Darkest Fear Page 71

“How can you say that?”

Myron lifted his palms to the skies and grinned. “Look around you.”

For the first time, something dark flicked across Stan’s face. Myron saw it. So did Win.

“Let’s continue, shall we?”

Stan said nothing.

“You go into hiding and start counting your problems. One, your father is a murderer. You’re selfish, Stan, but you’re not inhumane. You want him off the streets, yet you can’t tell on him. Maybe because you love him. Or maybe there’s Win’s credo.”

“Not this time,” Stan said.


“Win’s credo doesn’t apply. I kept quiet because I loved my father and because I believe in protecting sources. And I can offer proof.”

“I’m listening,” Myron said.

“If I wanted to turn my father in—if that would have been in my best interest—I could have done it anonymously.” Stan leaned back and folded his arms.

“That’s your proof?”

“Sure. I didn’t do the selfish thing.”

Myron shook his head. “You got to go deeper.”

“Deeper how?”

“Turning your father in anonymously wouldn’t help you, Stan. Not really. Yes, you needed to put your father behind bars. But more than that, you needed to be redeemed.”


“So what would answer both those needs? What would put your father away and put you back on top—maybe even more on top than before? First, you had to be patient. That meant staying hidden. Second, you couldn’t be the one who turned him in. You had to set him up.”

“Set up my father?”

“Yes. You had to leave a trail for the feds to follow. Something subtle, something that would lead to your father, and something you could manipulate at any time. So you took a fake ID, Stan—the same way your father had. You even took a job where people would spot the disguise your father used and hey, maybe you could also tie in your dad’s old nemesis the Lex family in the process.”

“What the hell are you talking about?”

“You know what bugged me? Your father had been so careful in the past. Now all of a sudden he’s leaving incriminating evidence in a locker. He rents the kidnap van on a credit card and leaves a red sneaker in it. It didn’t make any sense. Unless someone was setting him up.”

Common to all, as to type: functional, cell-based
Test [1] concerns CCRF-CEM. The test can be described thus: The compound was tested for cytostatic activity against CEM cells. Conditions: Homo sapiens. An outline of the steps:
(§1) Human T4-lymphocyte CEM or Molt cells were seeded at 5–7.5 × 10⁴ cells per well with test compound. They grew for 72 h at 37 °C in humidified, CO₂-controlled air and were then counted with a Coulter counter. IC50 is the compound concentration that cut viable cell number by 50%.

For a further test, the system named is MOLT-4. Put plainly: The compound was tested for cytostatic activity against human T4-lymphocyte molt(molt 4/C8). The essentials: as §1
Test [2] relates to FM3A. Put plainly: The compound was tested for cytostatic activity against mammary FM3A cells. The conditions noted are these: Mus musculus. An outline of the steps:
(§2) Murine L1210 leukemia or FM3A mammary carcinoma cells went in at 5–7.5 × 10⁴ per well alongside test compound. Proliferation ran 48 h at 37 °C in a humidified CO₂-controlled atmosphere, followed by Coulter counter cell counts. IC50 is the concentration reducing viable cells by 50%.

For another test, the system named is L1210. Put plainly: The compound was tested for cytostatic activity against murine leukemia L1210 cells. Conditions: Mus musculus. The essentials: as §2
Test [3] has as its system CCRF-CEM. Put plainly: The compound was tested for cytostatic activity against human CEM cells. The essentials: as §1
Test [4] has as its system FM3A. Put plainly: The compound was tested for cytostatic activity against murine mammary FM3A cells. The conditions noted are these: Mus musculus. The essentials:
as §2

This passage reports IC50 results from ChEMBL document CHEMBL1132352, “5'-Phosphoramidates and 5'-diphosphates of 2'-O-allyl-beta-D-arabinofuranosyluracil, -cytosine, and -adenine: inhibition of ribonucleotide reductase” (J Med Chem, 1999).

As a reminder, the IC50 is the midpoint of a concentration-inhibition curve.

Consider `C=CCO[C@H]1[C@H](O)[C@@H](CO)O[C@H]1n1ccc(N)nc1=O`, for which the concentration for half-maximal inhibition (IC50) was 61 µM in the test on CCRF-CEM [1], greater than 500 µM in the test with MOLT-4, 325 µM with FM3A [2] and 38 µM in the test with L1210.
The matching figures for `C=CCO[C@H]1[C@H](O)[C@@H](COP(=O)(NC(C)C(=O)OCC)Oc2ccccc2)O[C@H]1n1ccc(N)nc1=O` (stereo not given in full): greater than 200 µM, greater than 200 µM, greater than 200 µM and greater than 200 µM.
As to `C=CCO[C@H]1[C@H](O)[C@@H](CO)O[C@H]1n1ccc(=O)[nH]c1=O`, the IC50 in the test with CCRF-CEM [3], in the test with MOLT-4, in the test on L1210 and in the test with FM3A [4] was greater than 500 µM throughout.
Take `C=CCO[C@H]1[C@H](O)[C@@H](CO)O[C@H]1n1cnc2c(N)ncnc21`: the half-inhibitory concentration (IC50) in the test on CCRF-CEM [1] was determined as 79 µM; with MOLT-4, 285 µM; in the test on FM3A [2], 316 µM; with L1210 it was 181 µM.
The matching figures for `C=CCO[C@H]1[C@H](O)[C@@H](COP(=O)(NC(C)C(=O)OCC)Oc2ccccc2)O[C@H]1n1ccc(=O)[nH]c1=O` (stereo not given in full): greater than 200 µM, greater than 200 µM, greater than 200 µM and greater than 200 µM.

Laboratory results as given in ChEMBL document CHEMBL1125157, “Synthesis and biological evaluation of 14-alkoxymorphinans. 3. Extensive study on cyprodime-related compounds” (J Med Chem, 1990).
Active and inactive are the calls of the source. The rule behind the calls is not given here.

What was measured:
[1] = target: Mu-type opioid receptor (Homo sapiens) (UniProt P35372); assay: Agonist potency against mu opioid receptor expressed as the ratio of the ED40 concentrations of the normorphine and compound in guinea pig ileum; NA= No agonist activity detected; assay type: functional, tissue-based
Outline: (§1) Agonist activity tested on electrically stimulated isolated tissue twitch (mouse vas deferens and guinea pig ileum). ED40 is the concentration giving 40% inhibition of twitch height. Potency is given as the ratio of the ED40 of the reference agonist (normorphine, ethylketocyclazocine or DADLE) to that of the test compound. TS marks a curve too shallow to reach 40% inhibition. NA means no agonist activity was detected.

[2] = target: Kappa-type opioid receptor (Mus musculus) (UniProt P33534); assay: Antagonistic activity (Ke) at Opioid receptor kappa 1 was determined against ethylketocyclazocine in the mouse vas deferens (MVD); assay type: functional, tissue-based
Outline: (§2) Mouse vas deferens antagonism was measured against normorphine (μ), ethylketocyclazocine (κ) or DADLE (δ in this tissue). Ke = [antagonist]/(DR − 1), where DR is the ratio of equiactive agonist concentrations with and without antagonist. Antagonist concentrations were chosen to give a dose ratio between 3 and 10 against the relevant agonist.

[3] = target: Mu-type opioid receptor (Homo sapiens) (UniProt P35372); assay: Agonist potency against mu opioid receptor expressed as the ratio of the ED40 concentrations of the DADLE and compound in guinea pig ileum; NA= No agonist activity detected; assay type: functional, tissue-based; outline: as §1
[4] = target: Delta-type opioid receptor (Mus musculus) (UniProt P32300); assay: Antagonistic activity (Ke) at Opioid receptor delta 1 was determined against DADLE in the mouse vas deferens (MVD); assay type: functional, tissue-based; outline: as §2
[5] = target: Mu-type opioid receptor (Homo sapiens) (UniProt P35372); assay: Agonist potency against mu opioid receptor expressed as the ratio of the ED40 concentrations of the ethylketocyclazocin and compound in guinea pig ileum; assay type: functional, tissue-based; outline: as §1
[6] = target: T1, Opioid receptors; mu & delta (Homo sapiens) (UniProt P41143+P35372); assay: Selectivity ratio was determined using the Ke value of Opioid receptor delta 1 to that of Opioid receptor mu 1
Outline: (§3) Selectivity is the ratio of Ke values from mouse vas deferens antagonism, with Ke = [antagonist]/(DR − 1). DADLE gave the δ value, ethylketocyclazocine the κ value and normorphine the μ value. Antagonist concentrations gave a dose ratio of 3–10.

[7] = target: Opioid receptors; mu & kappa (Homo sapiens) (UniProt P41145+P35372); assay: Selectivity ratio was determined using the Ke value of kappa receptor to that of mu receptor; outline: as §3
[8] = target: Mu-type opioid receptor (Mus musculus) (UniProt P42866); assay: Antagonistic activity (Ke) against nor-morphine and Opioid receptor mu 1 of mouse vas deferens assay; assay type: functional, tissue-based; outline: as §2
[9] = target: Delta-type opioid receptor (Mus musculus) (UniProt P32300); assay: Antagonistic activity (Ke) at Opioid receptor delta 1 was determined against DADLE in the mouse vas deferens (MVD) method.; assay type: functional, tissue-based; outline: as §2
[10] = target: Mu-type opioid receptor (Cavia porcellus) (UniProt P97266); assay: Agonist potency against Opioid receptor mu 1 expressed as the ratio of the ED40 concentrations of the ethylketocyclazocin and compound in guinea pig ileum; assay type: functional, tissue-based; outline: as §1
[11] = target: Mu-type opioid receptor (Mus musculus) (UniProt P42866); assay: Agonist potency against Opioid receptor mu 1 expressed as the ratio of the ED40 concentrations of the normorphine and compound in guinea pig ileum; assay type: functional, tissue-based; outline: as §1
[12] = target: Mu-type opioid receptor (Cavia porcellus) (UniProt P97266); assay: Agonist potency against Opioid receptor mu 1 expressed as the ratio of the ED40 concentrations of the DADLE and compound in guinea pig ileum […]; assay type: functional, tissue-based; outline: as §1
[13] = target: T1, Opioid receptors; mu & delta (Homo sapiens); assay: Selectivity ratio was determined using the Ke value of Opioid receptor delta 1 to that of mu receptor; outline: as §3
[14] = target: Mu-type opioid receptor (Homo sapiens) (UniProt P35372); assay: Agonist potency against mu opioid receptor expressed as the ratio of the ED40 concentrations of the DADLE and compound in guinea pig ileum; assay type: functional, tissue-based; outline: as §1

Stan’s look of disbelief was almost genuine. “You think I killed these people?”

“No,” Myron said. “Your father did.”

“Then what—?”

“You’re the one who used the Dennis Lex identity,” Myron said, “not your father.”

Stan tried to look stunned, but it wasn’t happening.

“You kidnapped Jeremy Downing. And you called me and pretended to be the Sow the Seeds killer.”

“And why did I do that?”

“To have this heroic ending. To have your father arrested. To have yourself redeemed.”

“How the hell does calling you—”

“To get me interested. You probably learned about my background. You knew I’d investigate. You needed a dupe and a witness. Someone outside the police. I was that dupe.”

“The dupe du jour,” Win added.

Myron shot him a look. Win shrugged.

“That’s ridiculous.”

“No, Stan, it adds up. It answers all my earlier questions. How did the kidnapper happen to choose Jeremy? Because you followed me after I left your condo. You saw the feds pick me up. That’s how you knew I’d spoken to them. You followed me to Emily’s house. From there, any old newsman worth a damn could have figured out her son was the sick kid I told you about. His illness wasn’t a secret. So Jeremy’s being taken is no longer a coincidence, see?”